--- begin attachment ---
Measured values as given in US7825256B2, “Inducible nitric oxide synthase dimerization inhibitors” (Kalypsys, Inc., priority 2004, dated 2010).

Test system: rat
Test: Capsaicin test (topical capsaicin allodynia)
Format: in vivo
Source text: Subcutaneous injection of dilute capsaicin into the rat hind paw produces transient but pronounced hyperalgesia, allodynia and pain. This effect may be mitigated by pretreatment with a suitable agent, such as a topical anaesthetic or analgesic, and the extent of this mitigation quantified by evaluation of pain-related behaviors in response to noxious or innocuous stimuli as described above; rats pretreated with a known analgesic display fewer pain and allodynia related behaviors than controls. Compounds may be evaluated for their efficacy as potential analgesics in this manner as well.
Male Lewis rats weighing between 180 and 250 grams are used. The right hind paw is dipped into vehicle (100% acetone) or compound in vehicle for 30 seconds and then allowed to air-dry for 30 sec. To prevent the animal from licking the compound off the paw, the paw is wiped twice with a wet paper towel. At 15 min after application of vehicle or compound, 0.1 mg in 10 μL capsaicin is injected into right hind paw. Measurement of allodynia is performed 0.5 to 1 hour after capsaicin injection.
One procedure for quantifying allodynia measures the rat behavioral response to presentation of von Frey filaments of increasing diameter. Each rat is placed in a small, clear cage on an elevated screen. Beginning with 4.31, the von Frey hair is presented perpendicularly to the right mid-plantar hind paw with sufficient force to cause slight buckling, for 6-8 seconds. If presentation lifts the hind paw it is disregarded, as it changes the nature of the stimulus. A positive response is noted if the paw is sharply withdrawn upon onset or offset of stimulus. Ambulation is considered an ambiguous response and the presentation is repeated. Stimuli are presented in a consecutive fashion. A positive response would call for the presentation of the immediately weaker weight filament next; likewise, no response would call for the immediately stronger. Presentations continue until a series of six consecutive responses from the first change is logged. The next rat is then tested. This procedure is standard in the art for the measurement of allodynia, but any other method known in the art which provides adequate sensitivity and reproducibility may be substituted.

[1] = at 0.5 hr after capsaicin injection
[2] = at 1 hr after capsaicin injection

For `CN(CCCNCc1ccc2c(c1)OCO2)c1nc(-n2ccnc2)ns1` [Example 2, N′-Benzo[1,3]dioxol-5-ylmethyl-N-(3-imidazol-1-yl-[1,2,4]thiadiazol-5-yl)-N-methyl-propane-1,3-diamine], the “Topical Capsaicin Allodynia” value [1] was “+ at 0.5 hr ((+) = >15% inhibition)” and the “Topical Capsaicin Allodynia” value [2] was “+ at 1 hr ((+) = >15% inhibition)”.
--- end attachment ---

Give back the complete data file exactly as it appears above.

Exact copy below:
Measured values as given in US7825256B2, “Inducible nitric oxide synthase dimerization inhibitors” (Kalypsys, Inc., priority 2004, dated 2010).

Test system: rat
Test: Capsaicin test (topical capsaicin allodynia)
Format: in vivo
Source text: Subcutaneous injection of dilute capsaicin into the rat hind paw produces transient but pronounced hyperalgesia, allodynia and pain. This effect may be mitigated by pretreatment with a suitable agent, such as a topical anaesthetic or analgesic, and the extent of this mitigation quantified by evaluation of pain-related behaviors in response to noxious or innocuous stimuli as described above; rats pretreated with a known analgesic display fewer pain and allodynia related behaviors than controls. Compounds may be evaluated for their efficacy as potential analgesics in this manner as well.
Male Lewis rats weighing between 180 and 250 grams are used. The right hind paw is dipped into vehicle (100% acetone) or compound in vehicle for 30 seconds and then allowed to air-dry for 30 sec. To prevent the animal from licking the compound off the paw, the paw is wiped twice with a wet paper towel. At 15 min after application of vehicle or compound, 0.1 mg in 10 μL capsaicin is injected into right hind paw. Measurement of allodynia is performed 0.5 to 1 hour after capsaicin injection.
One procedure for quantifying allodynia measures the rat behavioral response to presentation of von Frey filaments of increasing diameter. Each rat is placed in a small, clear cage on an elevated screen. Beginning with 4.31, the von Frey hair is presented perpendicularly to the right mid-plantar hind paw with sufficient force to cause slight buckling, for 6-8 seconds. If presentation lifts the hind paw it is disregarded, as it changes the nature of the stimulus. A positive response is noted if the paw is sharply withdrawn upon onset or offset of stimulus. Ambulation is considered an ambiguous response and the presentation is repeated. Stimuli are presented in a consecutive fashion. A positive response would call for the presentation of the immediately weaker weight filament next; likewise, no response would call for the immediately stronger. Presentations continue until a series of six consecutive responses from the first change is logged. The next rat is then tested. This procedure is standard in the art for the measurement of allodynia, but any other method known in the art which provides adequate sensitivity and reproducibility may be substituted.

[1] = at 0.5 hr after capsaicin injection
[2] = at 1 hr after capsaicin injection

For `CN(CCCNCc1ccc2c(c1)OCO2)c1nc(-n2ccnc2)ns1` [Example 2, N′-Benzo[1,3]dioxol-5-ylmethyl-N-(3-imidazol-1-yl-[1,2,4]thiadiazol-5-yl)-N-methyl-propane-1,3-diamine], the “Topical Capsaicin Allodynia” value [1] was “+ at 0.5 hr ((+) = >15% inhibition)” and the “Topical Capsaicin Allodynia” value [2] was “+ at 1 hr ((+) = >15% inhibition)”.